Arnhem land, Australian Northern Territory. In voiceover, 'the Storyteller' (David Gulpilil) introduces the history and mythology of his Yolngu people. We then enter the tale of Minygululu (Peter Minygululu), an elder of the tribe, who leads a group of ten men into the forest to harvest bark for canoe-making and to gather goose eggs. Minygululu realises that young Dayindi (Jamie Gulpili) lusts after his third and youngest wife. As this is a potential trespass of tribal law, Minygululu decides to take the matter in hand by telling Dayindi, as they work side by side, a complex story from "a long, long time ago".
In this embedded tale, Ridjimiraril has three wives, Banalandju, Nowalingu and Munandjarra. Ridjimiraril's younger brother, Yeeralparil, longs to be with Munandjarra. One day, a stranger approaches the camp. When Nowalingu vanishes suddenly, Ridjimiraril is certain that the stranger has taken her. Months later, when Nowalingu is reported as having been seen in a distant camp, the men set off in a war party. They find nothing, but an increasingly depressed Ridjimiraril, aided by Birrinbirrin, later takes the opportunity to spear a person he thinks is the stranger. However, they kill the wrong man …
The film itself has a tree-like structure. As conjured by the Storyteller, it "begins in the beginning", like the 'Dawn of Man' sequence in 2001: A Space Odyssey – but with an altogether less sententious tone, and indeed with a Star Wars gag ("Once upon a time, in a land far, far away..."). This section is in colour; when the story of Minygululu and Dayindi begins, the film shifts into black and white. But the next shift is less conventional: once Minygululu begins to relate the tale of Ridjimiraril and Yeeralparil (situated "after the beginning, but a long, long time ago"), the film returns to colour. Ultimately, the effect of all this shifting, and these stories within stories, is to vividly communicate a theme of transmission: as long as a story is being passed on, as long as it is growing and being revived by new tellers, it is not a thing of the past but part of a living heritage.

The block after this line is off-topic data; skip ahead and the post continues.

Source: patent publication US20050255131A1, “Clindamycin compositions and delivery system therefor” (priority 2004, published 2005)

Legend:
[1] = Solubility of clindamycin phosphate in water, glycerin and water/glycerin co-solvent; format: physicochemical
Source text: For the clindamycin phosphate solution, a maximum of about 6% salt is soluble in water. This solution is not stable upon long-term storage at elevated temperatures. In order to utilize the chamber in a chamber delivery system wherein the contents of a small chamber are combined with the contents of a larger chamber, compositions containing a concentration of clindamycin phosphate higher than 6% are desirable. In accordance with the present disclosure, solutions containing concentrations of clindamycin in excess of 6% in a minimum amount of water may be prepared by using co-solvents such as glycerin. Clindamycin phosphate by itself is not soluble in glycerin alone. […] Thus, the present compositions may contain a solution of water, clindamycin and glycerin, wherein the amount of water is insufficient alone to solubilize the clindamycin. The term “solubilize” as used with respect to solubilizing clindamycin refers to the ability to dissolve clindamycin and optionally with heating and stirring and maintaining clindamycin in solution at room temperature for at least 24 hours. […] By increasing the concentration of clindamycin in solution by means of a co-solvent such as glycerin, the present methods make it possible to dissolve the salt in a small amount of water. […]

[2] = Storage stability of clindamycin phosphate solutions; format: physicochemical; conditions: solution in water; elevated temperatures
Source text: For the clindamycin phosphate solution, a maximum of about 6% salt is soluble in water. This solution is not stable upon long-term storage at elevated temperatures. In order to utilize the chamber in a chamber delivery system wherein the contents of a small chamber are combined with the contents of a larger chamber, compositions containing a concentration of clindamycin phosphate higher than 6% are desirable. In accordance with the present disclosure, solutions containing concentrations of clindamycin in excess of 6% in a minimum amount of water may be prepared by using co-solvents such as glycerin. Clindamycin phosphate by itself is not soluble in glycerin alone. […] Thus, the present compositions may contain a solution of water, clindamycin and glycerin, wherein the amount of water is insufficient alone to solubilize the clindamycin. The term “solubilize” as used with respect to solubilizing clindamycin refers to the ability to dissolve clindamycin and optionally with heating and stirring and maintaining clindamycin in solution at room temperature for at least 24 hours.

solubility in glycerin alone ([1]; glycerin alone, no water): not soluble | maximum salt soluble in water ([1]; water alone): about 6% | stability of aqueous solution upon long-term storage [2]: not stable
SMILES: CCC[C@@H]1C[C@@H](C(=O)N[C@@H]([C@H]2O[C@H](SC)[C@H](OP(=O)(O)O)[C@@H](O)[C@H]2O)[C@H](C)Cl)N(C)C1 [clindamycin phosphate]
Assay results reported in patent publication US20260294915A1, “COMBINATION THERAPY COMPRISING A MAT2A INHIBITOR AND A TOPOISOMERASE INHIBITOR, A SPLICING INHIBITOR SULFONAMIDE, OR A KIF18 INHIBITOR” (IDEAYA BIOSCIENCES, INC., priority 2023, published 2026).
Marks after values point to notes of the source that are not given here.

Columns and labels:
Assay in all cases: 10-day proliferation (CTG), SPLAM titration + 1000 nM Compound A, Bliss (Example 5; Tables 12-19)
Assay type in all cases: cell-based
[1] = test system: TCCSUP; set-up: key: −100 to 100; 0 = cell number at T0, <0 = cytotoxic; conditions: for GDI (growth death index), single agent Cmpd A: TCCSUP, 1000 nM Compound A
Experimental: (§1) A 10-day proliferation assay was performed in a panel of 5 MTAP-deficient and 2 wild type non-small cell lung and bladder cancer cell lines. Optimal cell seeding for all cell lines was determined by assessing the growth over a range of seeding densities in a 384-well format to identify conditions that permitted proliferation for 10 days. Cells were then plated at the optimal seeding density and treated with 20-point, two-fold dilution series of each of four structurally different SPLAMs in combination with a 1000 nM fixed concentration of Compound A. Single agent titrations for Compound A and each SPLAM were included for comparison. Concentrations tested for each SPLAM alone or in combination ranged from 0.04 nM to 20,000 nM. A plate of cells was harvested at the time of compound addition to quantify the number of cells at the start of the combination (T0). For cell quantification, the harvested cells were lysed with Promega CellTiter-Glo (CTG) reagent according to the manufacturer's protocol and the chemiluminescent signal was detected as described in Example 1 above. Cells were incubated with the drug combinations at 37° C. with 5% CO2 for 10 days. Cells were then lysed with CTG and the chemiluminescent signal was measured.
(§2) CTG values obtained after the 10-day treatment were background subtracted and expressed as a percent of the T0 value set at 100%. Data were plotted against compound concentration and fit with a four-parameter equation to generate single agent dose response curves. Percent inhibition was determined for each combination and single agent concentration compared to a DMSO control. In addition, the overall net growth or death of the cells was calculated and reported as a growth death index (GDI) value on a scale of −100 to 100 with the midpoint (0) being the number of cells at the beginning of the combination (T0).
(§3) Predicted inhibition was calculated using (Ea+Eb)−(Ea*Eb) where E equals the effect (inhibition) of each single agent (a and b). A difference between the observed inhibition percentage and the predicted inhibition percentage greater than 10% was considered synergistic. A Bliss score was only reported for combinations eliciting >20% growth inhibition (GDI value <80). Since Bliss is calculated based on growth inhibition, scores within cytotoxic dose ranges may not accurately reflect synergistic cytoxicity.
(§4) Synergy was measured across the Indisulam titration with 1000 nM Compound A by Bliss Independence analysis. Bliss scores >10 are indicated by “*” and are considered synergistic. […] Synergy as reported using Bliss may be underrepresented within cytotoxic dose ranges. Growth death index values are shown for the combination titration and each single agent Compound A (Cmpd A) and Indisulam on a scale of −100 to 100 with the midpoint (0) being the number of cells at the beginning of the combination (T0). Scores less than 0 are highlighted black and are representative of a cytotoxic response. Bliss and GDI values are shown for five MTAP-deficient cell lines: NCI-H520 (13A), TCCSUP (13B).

success of Ten Canoes in
Despite some grumblings in the conservative press – one tub-thumping columnist complained that no taxpayer should have to endure an arty local production that is plotless, in black and white and subtitled, thus revealing he had not seen it – audiences realised they were seeing something that marked a quantum leap beyond such well-meaning but limited Whitefella depictions of Aboriginal life as Bruce Beresford's The Fringe Dwellers (1986) and Phillip Noyce's Rabbit-Proof Fence (2002).
The film's tone largely clinches its power of persuasion. Many Australian viewers and reviewers were disarmed by its proudly 'low' humour: jokes abound about shitting and prick size, overeating men and chattering women. Indeed, on this level, Ten Canoes pulls off a rare feat: it skirts political incorrectness in its play with stereotypes, but ends up being a politically correct winner, in the positive sense of pleasing every viewer and offending none, whether black or white – and hence contributing, in a more subtle manner than contemporary Australian cinema is known for, to the racial 'reconciliation' that remains a hot topic of public discourse.
This could not be more different to de Heer's previous film on an indigenous subject, The Tracker (2002), a minimalist, Western-like historical parable which gleefully condoned the 'revenge killing' by blacks of the whites who oppressed them, thus dividing its audiences right down the middle. The distance between the two films can be measured by their use of a true Australian star, David Gulpilil – from playing the brutally victimised but wily tracker, he here becomes the voice of the Storyteller, with a range of vocalisations and inflections, and a magician-like ability to conjure narrative, that would make Orson Welles proud.
In The Tracker, and indeed most of his films since the ‘80s, de Heer reinvented stylistic devices from early cinema (his Dr Plonk, for instance, is a comic pastiche of silent films), above all a certain disconcertingly direct, 'presentational' mode of shooting. This has, at times, led him into a clunky kind of 'naive art' manner, usually allied with the onscreen viewpoint of a child (The Quiet Room, 1996), alien (Epsilon, 1997), deranged outsider (Bad Boy Bubby, 1993) or disabled person (Dance Me to My Song, 1998).
In Ten Canoes, de Heer refines his wilfully naive style in a pleasing way: the film makes much of the frontal 'portrait shots' that introduce characters, or the way that characters 'parade' in a file before the camera, as in some ancient actuality footage. Thanks to cinematographer Ian Jones and sound designer James Currie, however, more subtle and intricate textures are also explored: dramatic moments seem to set off disturbances in the natural world itself, its light and ambient sound. Such exquisite effects draw Ten Canoes close to Terrence Malick's The New World – in form as well as in content.
another contemporaneous film on Australian indigenous-settler reconciliation: Beneath Clouds
© Adrian Martin May 2007